It introduced the world to the square photo format back in 2010, and the love affair with Instagram began. A photo-sharing phenom where visual mobile content – beautiful lifestyle imagery, food porn and perfectly filtered selfies – provided a respite for younger generations who preferred sharing without the watchful eyes of their parents, who had found their way to Facebook.
When the platform was purchased by Facebook six years ago, the acquisition was an assumed response to Facebook hitting its saturation point and its inability to continue growing at such high rates. And, it was assumed by many that the digital conglomerate that had been snapping up entities like the popular WhatsApp Messenger and Oculus might ignore the unique user base and identity held by Instagram, fold it into the Facebook machine, and “ruin” the app that 30 million users (the user base at the time of acquisition) had grown to love.
Besides changes in the platform’s feed ranking algorithm, which are always controversial across any social platform, the news has remained pretty positive, especially for brands. Under Facebook’s rule, Instagram’s growth has exploded, scaling much more quickly than the platform could have done without the resources provided by its new parent, landing at a billion users earlier this year. The parent’s talent, resources and infrastructure have opened the doors for monetization through display and video ads, seamless shopping through feed posts and Stories (plus a rumored stand-alone shopping app in the works) and prominent influencer integrations. All in all, Facebook has helped transform Instagram into a highly effective marketing powerhouse for brands and businesses.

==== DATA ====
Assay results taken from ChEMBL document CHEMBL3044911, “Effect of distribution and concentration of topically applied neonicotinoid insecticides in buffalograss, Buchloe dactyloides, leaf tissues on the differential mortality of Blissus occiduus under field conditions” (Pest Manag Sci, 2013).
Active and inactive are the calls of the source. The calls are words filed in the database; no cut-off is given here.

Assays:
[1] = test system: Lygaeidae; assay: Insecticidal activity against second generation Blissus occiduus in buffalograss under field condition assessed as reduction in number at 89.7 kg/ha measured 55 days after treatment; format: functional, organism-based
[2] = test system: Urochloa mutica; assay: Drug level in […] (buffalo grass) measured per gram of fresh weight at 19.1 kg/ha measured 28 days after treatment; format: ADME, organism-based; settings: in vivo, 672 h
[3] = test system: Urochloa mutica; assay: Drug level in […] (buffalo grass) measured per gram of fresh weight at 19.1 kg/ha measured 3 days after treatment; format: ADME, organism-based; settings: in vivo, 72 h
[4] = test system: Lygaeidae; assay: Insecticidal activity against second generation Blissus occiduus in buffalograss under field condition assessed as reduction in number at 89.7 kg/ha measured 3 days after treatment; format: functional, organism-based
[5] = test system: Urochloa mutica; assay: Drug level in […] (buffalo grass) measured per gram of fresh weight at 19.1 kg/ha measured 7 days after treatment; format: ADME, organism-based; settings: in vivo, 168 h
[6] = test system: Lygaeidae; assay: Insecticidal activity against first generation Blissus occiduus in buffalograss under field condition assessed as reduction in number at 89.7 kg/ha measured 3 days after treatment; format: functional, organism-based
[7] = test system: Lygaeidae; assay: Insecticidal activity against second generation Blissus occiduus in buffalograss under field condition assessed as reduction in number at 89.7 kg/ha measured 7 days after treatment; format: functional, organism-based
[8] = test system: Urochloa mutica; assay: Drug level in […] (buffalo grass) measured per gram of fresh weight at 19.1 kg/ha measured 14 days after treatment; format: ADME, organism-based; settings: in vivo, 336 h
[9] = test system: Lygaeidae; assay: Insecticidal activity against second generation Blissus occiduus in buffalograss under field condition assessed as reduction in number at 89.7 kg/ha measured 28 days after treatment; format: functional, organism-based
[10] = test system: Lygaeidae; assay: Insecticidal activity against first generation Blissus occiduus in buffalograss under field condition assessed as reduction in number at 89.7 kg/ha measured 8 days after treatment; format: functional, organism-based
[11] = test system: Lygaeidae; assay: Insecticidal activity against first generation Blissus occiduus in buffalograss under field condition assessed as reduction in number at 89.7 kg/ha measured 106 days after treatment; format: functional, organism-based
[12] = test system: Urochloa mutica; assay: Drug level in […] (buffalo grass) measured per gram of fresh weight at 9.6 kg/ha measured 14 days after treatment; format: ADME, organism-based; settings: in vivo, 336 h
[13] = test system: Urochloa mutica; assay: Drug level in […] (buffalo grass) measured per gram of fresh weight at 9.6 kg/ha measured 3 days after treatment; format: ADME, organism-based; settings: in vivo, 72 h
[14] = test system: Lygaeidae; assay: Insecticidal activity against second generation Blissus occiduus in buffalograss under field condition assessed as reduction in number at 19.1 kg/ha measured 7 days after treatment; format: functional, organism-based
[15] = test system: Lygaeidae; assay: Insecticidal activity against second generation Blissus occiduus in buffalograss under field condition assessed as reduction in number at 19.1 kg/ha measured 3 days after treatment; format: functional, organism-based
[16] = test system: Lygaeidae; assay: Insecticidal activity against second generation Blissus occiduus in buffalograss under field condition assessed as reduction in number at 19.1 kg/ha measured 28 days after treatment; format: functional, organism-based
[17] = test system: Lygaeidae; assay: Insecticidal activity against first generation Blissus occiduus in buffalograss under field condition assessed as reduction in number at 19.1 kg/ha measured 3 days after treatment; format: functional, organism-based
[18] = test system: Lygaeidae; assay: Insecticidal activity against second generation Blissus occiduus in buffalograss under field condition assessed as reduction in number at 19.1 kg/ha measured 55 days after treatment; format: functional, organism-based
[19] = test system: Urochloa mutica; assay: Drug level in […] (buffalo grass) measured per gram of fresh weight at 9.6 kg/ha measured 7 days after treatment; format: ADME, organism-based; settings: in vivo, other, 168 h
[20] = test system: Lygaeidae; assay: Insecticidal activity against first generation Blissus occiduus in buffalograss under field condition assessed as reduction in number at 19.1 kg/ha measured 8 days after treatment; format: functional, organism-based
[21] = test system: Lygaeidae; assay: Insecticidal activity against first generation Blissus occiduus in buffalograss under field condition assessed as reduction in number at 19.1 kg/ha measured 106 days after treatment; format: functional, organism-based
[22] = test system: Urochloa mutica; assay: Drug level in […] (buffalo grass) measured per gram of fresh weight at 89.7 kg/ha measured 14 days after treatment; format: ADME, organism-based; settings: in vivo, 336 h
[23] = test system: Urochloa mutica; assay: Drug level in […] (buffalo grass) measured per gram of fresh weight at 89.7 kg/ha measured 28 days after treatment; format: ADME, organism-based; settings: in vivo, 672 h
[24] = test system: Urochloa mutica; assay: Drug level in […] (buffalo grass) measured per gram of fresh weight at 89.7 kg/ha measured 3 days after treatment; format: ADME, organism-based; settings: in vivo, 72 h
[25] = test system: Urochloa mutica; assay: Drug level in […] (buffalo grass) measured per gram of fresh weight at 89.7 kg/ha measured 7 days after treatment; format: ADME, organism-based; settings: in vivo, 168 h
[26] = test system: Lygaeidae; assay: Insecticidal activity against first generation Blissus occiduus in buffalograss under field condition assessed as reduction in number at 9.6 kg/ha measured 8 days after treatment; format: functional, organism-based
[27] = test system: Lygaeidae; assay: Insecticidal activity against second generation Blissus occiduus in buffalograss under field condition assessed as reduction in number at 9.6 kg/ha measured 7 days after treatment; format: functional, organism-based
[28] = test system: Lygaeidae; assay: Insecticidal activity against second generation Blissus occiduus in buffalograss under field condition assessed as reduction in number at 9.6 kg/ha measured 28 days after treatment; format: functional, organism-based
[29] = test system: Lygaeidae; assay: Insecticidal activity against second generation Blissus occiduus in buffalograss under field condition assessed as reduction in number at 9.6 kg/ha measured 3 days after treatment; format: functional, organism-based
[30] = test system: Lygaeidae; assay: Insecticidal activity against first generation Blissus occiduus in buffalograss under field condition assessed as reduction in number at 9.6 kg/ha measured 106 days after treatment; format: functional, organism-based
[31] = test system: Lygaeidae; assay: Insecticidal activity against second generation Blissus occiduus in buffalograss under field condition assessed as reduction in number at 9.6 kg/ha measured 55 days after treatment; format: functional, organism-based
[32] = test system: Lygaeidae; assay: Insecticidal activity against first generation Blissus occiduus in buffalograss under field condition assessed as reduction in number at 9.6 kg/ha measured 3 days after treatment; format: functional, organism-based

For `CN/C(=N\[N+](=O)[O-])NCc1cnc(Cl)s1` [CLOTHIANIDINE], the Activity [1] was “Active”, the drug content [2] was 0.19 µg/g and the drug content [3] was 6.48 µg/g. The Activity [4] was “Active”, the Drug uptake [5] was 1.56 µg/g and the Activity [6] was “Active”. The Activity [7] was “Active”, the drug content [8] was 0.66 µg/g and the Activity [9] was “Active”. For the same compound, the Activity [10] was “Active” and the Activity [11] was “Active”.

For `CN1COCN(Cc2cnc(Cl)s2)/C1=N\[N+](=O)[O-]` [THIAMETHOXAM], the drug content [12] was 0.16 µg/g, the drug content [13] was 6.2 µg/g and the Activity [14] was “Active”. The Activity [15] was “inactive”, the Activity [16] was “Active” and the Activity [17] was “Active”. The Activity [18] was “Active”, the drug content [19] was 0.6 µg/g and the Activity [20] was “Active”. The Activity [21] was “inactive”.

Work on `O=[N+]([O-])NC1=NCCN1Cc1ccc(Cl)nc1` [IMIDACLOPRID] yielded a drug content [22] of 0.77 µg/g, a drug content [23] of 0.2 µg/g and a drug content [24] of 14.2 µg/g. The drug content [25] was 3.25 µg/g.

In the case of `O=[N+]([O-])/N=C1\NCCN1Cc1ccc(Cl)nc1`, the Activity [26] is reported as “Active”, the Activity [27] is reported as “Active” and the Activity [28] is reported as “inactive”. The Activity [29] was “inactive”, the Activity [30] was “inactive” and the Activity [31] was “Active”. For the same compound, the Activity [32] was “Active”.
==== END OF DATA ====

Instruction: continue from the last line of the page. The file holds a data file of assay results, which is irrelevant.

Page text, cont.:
When it was recently announced that Instagram’s founders had resigned and a Facebook veteran would take the reins, the conversation and questions about the future of Instagram were reignited. Will the autonomy Instagram once had disappear? Will the anticipated increase in Instagram advertising reduce the platform’s cool factor and send the younger generation seeking another social platform, like they did with Facebook? Anything is possible. There’s always a risk of platform parting, but that could happen for any number of reasons, including a shinier new platform or technology waiting in the wings.
Integration doesn’t necessarily mean cloning, so despite the likelihood that Instagram will be more closely rooted in the Facebook family, and more heavily borrow from Facebook’s functionality, tools and monetization mentality, the platform’s place within the portfolio as a conduit to younger generations and a cash cow hasn’t gone unnoticed (with Instagram expected to bring in $20 billion of Facebook’s revenue by 2020). Not to mention the glaring differences in which consumers interact and engage on the two platforms. Facebook is extremely efficient at driving users off-platform, whereas Instagram shines at keeping them put, including through new introductions like IGTV.
In the same way that Facebook continues to be a strong opportunity for many brands despite its changes, shifts and iterations – consider that last year alone, Facebook advertisers increased spend by almost 50% to nearly $40 billion – Instagram will likely continue to serve its role within the socialsphere for years to come. The demographic may shift slightly, new social platforms may emerge, but that’s the typical circle of life in the digital age. So instead of worrying that Instagram will self-implode, take solace in the fact that under Facebook’s singular rule, there will likely be more opportunities to reach audiences through increased ad placements against the platform’s already robust targeting, and a more aggressive push to grow and keep the younger user base and overall reach. So for marketers, maybe the future of Instagram shouldn’t seem so bad after all.